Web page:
CQUni partnership to boost community innovation for Central Highlands

Published:13 October 2020

The Foundation for Rural and Regional Renewal, through its program Tackling Tough Times Together, is funding the Central Highlands Social Enterprise Project.

Aspiring social entrepreneurs across the Central Highlands can get fresh support and skills, thanks to a CQUniversity partnership with local social enterprise Central Highlands Community Services (CHCS).

The organisations will establish the Central Highlands Social Enterprise Project, with generous funding from the Foundation for Rural and Regional Renewal, through its program Tackling Tough Times Together.

Social enterprises are businesses that trade to address social issues, provide access to employment and training for marginalised groups, or grow environmental sustainability, and CQUniversity is a leader in social enterprise education and support.

The project will include events and workshops across Central Highlands communities, with the launch in Emerald on Wednesday 25 November 2020.


Open to anyone passionate about building community resilience for the Central Highlands, CQUni Social Innovation Program Manager Steve Williams said the launch and workshop will give participants a toolkit for innovation.

“The past few years have seen huge growth in the social enterprise sector, creating new revenue streams and new jobs across Australian communities,” Mr Williams said.

“But we know that some regional areas have missed out on those opportunities – so the Central Highlands Social Enterprise Project will be a resource to showcase what’s possible, and connect entrepreneurs in the region to maximise their social impact.”

LISTEN: CHCS chief executive Blake Repine shares the project with ABC Capricornia presenter Paul Culliver.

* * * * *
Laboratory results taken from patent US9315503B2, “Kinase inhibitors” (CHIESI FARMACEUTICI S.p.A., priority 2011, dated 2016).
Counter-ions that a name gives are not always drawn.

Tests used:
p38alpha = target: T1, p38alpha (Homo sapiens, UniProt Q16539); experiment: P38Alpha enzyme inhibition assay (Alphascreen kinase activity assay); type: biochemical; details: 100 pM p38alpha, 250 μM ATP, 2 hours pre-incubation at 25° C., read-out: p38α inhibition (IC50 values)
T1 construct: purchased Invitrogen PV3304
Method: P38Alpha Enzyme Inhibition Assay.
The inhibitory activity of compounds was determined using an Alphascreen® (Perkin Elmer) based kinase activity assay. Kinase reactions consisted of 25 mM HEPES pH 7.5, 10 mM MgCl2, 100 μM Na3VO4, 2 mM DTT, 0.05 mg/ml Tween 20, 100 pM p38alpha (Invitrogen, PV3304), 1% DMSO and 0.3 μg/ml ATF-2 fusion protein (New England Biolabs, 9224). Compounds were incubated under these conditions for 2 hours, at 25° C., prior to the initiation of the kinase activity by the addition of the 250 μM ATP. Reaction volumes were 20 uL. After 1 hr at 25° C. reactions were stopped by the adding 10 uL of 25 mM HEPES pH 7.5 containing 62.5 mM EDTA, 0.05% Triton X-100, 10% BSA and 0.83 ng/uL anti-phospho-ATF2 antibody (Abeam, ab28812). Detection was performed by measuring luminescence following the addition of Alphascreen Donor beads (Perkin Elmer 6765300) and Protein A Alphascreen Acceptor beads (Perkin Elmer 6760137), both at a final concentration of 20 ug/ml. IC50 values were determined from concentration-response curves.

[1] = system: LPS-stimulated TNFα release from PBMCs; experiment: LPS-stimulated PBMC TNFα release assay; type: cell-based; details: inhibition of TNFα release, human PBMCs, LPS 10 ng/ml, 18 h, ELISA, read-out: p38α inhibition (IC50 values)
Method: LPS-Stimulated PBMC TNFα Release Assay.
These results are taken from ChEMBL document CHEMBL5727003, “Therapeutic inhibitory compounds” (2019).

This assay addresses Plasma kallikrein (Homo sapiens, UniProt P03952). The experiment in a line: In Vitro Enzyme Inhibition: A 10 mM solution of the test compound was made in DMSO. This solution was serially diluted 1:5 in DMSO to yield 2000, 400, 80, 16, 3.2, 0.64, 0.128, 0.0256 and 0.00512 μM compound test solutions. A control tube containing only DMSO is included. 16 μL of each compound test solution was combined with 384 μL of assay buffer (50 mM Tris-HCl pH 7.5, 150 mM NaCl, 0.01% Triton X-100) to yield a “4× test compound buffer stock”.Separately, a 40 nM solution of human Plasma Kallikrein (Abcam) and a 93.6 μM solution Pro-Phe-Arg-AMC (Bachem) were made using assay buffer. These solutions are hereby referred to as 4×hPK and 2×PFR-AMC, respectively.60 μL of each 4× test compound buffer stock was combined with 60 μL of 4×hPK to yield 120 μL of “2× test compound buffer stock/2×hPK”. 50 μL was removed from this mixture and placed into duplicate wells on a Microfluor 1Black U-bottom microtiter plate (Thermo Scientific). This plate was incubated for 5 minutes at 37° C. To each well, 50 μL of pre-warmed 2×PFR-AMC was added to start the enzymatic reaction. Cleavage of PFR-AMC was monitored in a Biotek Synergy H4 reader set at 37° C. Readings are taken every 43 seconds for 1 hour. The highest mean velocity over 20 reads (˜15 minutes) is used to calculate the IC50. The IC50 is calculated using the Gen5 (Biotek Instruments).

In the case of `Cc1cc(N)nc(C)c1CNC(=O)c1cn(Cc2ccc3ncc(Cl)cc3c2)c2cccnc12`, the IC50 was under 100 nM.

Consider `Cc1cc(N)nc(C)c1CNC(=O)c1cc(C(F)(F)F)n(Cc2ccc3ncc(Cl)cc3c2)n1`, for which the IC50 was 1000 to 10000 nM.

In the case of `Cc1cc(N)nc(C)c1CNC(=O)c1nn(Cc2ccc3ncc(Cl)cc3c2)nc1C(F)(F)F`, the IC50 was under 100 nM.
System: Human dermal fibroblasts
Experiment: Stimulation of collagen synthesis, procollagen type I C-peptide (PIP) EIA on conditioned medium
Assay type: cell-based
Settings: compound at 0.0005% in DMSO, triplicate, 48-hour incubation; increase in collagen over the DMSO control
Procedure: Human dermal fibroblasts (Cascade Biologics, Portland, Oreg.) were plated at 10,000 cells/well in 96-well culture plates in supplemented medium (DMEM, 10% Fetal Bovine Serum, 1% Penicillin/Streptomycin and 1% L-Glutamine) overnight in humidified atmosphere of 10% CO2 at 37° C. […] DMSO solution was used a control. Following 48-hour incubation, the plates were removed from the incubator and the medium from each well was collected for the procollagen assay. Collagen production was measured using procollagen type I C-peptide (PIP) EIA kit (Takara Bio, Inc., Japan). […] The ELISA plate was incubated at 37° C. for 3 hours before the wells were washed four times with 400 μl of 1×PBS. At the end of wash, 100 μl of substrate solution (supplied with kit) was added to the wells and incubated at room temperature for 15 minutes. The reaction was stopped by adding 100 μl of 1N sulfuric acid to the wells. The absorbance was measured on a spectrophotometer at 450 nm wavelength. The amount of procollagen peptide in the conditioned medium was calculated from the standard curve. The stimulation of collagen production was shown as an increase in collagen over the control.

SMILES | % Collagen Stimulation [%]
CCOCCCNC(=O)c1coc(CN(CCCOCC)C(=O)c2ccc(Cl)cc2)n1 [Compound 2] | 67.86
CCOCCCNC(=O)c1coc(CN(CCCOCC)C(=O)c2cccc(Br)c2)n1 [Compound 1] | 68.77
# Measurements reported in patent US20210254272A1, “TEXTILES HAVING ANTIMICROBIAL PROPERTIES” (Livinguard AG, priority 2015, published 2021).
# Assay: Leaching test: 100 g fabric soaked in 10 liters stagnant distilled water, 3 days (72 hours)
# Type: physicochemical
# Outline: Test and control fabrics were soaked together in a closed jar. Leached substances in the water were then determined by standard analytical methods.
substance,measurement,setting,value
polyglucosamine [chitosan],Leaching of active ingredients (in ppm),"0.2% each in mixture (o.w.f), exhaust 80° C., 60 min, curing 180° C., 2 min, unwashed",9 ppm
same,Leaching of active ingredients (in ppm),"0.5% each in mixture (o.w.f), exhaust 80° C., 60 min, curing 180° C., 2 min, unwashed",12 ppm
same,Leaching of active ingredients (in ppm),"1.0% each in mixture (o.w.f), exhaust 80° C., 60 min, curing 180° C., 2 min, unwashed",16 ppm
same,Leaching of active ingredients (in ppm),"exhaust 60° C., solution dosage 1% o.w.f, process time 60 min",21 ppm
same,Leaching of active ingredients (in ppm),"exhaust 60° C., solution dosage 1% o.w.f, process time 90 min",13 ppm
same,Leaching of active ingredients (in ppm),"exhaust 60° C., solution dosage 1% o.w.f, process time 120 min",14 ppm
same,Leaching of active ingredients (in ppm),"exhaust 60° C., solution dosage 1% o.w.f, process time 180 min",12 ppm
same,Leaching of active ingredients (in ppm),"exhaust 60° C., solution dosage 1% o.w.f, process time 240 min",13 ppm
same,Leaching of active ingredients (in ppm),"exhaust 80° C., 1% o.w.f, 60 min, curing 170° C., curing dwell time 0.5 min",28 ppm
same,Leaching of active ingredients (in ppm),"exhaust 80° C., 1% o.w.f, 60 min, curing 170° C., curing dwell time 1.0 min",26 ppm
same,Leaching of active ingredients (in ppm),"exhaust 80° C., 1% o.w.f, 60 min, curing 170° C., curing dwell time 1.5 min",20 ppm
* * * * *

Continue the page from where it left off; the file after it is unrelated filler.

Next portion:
Participants will receive support through online resources, connections to industry partners, and opportunities to pitch and showcase their social enterprise prototypes.

“It’s great to be delivering the project with Central Highlands Community Services, whose neighbourhood centre, disability accommodation, and community transport initiatives are great examples of local innovation,” Mr Williams said.

CHCS chief executive Blake Repine said the rapid growth of his organisation in the past year showed the demand for creative solutions for a range of social challenges for the region.

“Small communities can wait a long time to get services provided from outside the region, but the social enterprise model means locals can start building their own solutions, and know they’re designed to fit the problem at hand,” he said.

Chair of CHCS Paul Bell said the Central Highlands Social Enterprise Project has enormous potential to contribute significantly to strengthening resilience in rural communities.

CQUniversity Vice-Chancellor and President Professor Nick Klomp agreed the partnership would benefit aspiring social entrepreneurs, and whole regions.

“As Australia’s leading university for social innovation, we change lives through our socially innovative education, and our partnerships with social enterprises across Australia.

“In a short time, Central Highlands Community Services have proven the impact that social enterprise can have in a regional community, and I’m excited to work with them to grow opportunities to innovate across our regions.”

Project supporter and peak body the Queensland Social Enterprise Council (QSEC) estimates that a successful Australian social enterprise generates on average 15 jobs in its community, and new start-ups in regional communities can deliver huge social benefits.

CQUniversity is also partnering with QSEC for the Reset and Recovery with Impact project, establishing social enterprise networks across Far North Queensland, Central Queensland and the Western Darling Downs.

To participate in the Central Highlands Social Enterprise Project, register here:

For more information, contact Steve Williams via